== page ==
Monday, March 16, 2015

About that train that dribbled 1,600 gallons of oil....

Rail tank-car owners must remove faulty valves

By Samantha Wohlfeil and Curtis Tate
McClatchy Washington Bureau
WASHINGTON — The Federal Railroad Administration on Friday ordered rail tank-car owners to replace defective valves never approved for installation on thousands of tank cars, causing oil to spill from moving trains.
 The directive applies to a 3-inch valve installed on roughly 6,000 tank cars, and their owners have 60 days to replace them. Within 90 days, tank car owners must also replace 37,000 1-inch and 2-inch valves manufactured by the same company. While the smaller valves were not found to be defective like the larger ones, they were not approved for the tank cars.
The affected cars can be used in the interim, but none can be loaded with hazardous materials if they are still equipped with those valves after the deadlines.
The enforcement action comes after a story last month in McClatchy’s Bellingham Herald about 14 tank cars that were discovered leaking en route from North Dakota’s Bakken region to the Tesoro refinery in Anacortes.

More from Curtis Tate here:
Oil-loading facility sanctioned in Washington rail car spill
 — The Federal Railroad Administration has issued a violation against a North Dakota loading facility over a leaking oil car in northwest Washington state that initially wasn’t reported to state officials for a month.
The leak was discovered at the BP Cherry Point refinery near Ferndale, Wash., in early November by federal inspectors.
About 1,600 gallons of oil was missing from the car, which had originated in Dore, N.D., at a facility operated by Musket Corp. and apparently escaped through a valve that was not properly shut. No local emergency officials were notified, and the state Utilities and Transportation Commission first learned about the spill in early December when BNSF Railway sent the agency a copy of a federal report it had 30 days to file.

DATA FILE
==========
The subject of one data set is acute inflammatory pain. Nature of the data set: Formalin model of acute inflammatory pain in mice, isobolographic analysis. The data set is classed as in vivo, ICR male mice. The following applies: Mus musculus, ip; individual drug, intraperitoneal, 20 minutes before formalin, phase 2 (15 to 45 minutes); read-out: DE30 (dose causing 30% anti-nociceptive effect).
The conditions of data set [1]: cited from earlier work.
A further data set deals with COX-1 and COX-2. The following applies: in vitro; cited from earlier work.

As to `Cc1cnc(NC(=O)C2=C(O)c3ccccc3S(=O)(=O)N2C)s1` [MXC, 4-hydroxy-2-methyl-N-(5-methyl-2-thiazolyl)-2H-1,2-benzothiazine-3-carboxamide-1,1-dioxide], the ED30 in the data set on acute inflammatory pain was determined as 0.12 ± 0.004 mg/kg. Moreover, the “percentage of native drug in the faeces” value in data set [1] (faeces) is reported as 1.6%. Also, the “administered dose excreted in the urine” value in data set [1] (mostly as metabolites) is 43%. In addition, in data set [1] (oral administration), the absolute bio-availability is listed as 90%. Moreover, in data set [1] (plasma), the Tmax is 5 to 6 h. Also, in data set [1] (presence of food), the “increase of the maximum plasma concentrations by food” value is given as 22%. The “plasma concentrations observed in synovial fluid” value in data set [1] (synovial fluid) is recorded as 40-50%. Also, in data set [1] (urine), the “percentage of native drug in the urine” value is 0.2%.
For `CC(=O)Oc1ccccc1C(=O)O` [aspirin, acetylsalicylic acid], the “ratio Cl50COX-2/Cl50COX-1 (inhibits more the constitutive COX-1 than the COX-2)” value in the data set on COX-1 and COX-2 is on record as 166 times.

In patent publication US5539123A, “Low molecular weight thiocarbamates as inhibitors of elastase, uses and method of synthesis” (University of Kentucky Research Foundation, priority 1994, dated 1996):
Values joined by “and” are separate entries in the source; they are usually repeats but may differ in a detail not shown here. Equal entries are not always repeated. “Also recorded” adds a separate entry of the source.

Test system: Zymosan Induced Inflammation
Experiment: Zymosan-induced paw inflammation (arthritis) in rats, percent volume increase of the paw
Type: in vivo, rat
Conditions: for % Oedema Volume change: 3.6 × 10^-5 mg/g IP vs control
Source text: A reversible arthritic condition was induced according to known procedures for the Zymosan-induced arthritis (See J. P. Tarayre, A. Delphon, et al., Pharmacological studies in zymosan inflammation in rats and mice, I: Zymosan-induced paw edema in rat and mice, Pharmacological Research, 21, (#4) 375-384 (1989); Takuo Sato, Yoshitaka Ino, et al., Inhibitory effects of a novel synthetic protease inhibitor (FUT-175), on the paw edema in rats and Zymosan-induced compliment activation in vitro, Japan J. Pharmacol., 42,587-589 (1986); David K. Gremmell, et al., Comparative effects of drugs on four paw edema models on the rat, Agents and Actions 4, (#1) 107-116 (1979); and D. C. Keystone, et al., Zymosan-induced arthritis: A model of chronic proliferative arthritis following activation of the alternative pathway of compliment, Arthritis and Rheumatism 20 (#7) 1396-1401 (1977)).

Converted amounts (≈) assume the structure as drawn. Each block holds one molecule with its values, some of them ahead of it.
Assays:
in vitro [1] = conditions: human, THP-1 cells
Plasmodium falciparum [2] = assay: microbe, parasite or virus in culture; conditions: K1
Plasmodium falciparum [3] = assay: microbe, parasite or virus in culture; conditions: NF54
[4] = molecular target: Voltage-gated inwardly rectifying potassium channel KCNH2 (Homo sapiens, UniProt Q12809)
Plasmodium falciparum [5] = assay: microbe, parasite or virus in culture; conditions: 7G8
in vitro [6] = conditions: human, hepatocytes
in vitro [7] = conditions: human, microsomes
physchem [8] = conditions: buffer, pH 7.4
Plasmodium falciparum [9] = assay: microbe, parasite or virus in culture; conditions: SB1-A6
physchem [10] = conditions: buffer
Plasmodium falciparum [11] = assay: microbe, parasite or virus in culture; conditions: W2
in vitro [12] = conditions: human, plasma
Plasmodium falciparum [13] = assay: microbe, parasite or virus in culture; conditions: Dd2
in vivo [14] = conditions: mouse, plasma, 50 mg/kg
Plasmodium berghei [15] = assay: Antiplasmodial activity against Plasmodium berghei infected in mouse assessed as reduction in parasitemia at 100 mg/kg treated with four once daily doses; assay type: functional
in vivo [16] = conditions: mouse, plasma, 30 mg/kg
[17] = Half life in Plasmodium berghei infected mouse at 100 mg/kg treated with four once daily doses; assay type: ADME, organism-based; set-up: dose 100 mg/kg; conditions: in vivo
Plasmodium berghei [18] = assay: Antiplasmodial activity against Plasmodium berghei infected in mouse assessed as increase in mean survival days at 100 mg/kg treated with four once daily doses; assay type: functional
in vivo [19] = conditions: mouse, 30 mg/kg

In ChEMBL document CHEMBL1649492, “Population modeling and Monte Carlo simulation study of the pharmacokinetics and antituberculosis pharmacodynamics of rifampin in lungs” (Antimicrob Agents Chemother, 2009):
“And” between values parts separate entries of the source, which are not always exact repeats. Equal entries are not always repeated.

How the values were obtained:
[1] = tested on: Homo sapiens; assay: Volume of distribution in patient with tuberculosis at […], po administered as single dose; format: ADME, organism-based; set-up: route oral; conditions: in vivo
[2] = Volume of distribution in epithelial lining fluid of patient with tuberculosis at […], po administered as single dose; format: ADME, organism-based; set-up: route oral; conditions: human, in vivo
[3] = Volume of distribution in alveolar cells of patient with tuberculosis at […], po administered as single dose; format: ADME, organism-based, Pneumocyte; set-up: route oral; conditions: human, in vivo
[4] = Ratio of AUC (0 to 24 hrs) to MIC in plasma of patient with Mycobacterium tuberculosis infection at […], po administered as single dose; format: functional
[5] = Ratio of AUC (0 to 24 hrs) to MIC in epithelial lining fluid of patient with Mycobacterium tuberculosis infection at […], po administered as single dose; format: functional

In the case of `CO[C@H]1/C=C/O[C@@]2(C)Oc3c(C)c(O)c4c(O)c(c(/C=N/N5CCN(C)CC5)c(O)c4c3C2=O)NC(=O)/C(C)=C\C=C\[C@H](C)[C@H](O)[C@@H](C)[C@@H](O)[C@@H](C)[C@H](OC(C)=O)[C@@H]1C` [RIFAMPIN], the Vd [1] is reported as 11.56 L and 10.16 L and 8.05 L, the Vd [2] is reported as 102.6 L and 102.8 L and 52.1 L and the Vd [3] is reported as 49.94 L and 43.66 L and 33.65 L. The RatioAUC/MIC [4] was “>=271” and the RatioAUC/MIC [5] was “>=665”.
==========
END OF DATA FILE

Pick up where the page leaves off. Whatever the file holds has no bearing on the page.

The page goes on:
The FRA violation was issued On Jan. 28, two days after McClatchy first reported on the leaking car. The agency has yet to determine the amount of the penalty, and the company will have a chance to negotiate what it will ultimately pay.

Damaged rail cars enjoy lenient rules as oil train explosions plague small towns

Blake Sobczak, E&E reporter

But more often than not, damaged rail cars don't cause a disaster. And sometimes those damaged cars are attached to the end of another long oil train heading in the same direction. 
To get cars to the repair shop, shippers plug leaks and seek a special "one-time movement approval" from the Federal Railroad Administration. In other words, they keep moving a damaged oil tank car on the tracks toward its destination. The agency rarely rejects a one-time movement request, according to records. 
Instead, the agency will "work with the requestor to ensure the information provided is complete and accurate and that appropriate safety measures are taken prior to moving the cars." 
The result? No damaged cars approved for one-time movement leaked any hazardous materials or caused any injuries last year, according to FRA.
While that safety record keeps the agency out of the cross hairs of members of Congress or angry local officials, questions are being raised about a policy that allows cars with significant damage to travel on tracks that pass through hundreds of small American towns. Some of those cars still contain crude oil and other hazardous materials. 
Flush with oil 
Train crews spotted the first leak on the border of Idaho and Washington last month. 
Oil had stained the side of one of 97 tank cars hauling crude from the Bakken Shale play in North Dakota. BNSF Railway Co. employees took the car out of service on Jan. 11 as the rest of the train rumbled past tiny Hauser, Idaho -- a pit stop in the "virtual pipeline" linking oil-rich North Dakota to West Coast refineries via rail. 
By the time the train reached Vancouver, Wash., the next day, six more cars had sprung leaks and were pulled aside. 
On Jan. 13, yet another seven cars were found to have spilled crude in Auburn, Wash., about 100 miles south of the train's final destination, a refinery in Anacortes run by Tesoro Corp. 
In all, a few dozen gallons of crude had slopped over the tops and edges of the 14 cars, but no oil ever reached the ground, according to BNSF.

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